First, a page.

The CC fit calculator is useful for determining correct frame size, TT+stem length, and saddle setback. You'll have to decide other fit factors on your own.

Wrenchscience.com also has a fit calculator. Once you've made the required biometric measurements for CC, you can plug them into WS for another take on frame fitting, since they share most of these measurements as inputs.
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Old 07-24-12, 03:56 PM
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Originally Posted by jyl
I have seen references here to "French fit".

After some searching, I found this description of French fit, as well as two other kinds of fit.
https://www.competitivecyclist.com/ht...ad_riding.html
3.The French Fit.
This fit is so named because of its legacy in the traditions of endurance road riding such as brevet rides and randonneuring. However, the French Fit isn't merely about touring, riding long, or even sitting more upright. It is about getting the most out of a bike that fits larger and provides much more comfort to the neck, back, and saddle position.
While the Competitive Fit generally puts you on the smallest appropriate frame and the Eddy Fit sizes up a bit or raises the bars, the French Fit puts you on the largest appropriate frame. While this bucks some current conventional wisdom - and is, in fact, the least commonly used position of the three we espouse - it is still the position advocated by some of cycling's wisest and most experienced designers, who also happened to be riders who like to go fast and far with an ideal amount of comfort.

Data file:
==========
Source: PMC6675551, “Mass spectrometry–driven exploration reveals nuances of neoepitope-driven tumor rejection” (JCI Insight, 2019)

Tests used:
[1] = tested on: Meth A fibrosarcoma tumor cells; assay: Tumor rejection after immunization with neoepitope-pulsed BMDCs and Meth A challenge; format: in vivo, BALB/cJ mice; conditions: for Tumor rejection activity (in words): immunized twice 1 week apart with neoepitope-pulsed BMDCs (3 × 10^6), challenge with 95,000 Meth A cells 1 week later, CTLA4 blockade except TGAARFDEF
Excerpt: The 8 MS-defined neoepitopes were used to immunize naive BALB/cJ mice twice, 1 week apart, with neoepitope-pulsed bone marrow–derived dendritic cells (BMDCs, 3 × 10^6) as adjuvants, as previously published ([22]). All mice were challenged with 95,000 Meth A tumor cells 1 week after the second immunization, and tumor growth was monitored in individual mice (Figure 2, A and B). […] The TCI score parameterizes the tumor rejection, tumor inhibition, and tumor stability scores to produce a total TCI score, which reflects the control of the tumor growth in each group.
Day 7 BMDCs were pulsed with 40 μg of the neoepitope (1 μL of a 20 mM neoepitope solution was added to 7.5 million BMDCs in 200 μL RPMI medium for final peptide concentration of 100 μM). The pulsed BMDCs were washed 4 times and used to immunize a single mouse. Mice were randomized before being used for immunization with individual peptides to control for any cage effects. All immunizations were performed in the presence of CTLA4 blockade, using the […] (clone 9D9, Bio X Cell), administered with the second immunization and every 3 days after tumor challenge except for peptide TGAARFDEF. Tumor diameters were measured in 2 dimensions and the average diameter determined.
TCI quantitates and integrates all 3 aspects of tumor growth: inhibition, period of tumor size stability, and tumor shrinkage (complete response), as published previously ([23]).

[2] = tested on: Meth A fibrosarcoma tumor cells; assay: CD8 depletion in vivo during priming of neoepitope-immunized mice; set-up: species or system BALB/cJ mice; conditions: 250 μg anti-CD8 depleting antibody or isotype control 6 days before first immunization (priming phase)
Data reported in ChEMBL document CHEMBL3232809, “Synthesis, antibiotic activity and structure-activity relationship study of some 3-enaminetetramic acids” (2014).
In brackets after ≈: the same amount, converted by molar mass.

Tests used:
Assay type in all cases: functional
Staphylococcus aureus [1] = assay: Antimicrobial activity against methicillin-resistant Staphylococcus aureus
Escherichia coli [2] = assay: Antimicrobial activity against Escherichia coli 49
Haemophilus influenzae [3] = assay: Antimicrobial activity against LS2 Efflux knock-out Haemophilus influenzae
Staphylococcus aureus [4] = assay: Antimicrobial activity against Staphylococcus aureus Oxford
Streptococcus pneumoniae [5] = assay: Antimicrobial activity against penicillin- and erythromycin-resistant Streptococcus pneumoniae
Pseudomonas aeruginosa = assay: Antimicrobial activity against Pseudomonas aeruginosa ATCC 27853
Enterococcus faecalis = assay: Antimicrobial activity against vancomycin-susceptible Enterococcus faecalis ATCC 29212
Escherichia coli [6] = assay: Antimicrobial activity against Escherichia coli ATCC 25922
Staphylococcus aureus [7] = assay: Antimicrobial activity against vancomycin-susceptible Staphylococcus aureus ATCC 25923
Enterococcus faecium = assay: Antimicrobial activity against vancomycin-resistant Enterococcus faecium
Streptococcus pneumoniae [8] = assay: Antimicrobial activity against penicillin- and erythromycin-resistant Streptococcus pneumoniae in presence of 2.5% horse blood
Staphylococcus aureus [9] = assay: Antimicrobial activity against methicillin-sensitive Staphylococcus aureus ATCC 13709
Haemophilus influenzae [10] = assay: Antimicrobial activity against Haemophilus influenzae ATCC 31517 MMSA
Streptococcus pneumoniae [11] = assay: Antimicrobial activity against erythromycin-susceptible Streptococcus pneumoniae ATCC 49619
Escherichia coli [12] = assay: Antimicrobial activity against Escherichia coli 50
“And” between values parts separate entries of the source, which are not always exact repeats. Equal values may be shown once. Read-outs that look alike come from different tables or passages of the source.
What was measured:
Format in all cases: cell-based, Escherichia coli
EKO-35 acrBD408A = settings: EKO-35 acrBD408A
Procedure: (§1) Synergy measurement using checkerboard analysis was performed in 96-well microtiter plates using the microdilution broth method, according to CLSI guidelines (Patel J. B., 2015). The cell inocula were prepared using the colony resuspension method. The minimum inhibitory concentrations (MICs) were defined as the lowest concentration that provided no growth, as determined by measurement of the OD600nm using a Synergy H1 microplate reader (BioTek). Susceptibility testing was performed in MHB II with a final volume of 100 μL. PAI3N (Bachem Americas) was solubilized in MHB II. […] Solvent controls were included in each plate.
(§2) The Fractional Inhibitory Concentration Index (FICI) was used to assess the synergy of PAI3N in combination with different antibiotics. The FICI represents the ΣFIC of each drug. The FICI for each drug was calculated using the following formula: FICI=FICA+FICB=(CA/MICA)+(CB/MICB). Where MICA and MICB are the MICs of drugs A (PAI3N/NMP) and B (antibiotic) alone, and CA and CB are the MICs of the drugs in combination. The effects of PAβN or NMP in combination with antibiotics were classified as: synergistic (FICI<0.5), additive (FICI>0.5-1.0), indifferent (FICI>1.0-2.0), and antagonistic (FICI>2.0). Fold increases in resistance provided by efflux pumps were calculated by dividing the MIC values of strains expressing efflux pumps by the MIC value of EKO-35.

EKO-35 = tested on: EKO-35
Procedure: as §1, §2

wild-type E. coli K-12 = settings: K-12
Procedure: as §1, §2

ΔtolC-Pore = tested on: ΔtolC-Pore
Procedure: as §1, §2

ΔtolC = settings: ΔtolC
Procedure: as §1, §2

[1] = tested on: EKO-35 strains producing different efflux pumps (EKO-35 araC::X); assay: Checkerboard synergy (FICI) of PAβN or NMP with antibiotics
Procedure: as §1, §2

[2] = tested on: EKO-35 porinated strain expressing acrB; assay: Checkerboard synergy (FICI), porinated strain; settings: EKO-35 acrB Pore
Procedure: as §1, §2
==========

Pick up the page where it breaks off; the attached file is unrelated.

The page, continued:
This fit features a taller front end (with a larger frame and/or head tube extension and stem), handlebar to saddle drops that are much closer to level, and favors riders who are looking to ease stress on the neck and back, ride as long and as far as they like, and are not concerned with the looking like an aggressive professional. In comparison to the Eddy Fit, the rider has even more weight rearward and a slightly more upright position such that "hands in the drops position" is close to the Competitive Fit's "hands on the hoods position." Some may say that this was not how modern race bikes were "meant" to fit but we have learned that the French Fit's size up tradition works great on the most modern bikes.

By increasing the frame size we raise the bars without radical riser stems and still create balance and proportion with respect to the important knee-to-pedal dynamic. It is important to remember that as frames get larger the top tube effectively shortens. This means that the longer top tube on a larger frame is appropriate because as the bars come "up" and the ratio of saddle to bar drop lessens, the rider achieves a "reach" from the saddle to the handlebars that is just right!


We recommend this fit for riders who really want to be comfortable and fast over longer distances. Please note that the French Fit disregards all emphasis on stand over height (standing with the bike between your legs and your shoes flat on the ground) because the French Fit school believes that this measurement has little actual value regarding fit. An ideal compromise for those who can't shed their concern regarding stand over height is the choice of a "sized up" compact design to achieve a higher relative handlebar position.

Nevertheless, a French Fit can work with traditional, non-sloping frames as well. As an example, a person who might ride a 55cm or 56cm frame to achieve the Competitive Fit, might ride as much as a 59cm or 60cm in the French Fit. While bikes in the French Fit are not the racer's fashion they tend to look elegant, well proportioned, and ride like a dream.


I think, or speculate, that the bike I ride daily is "French fit":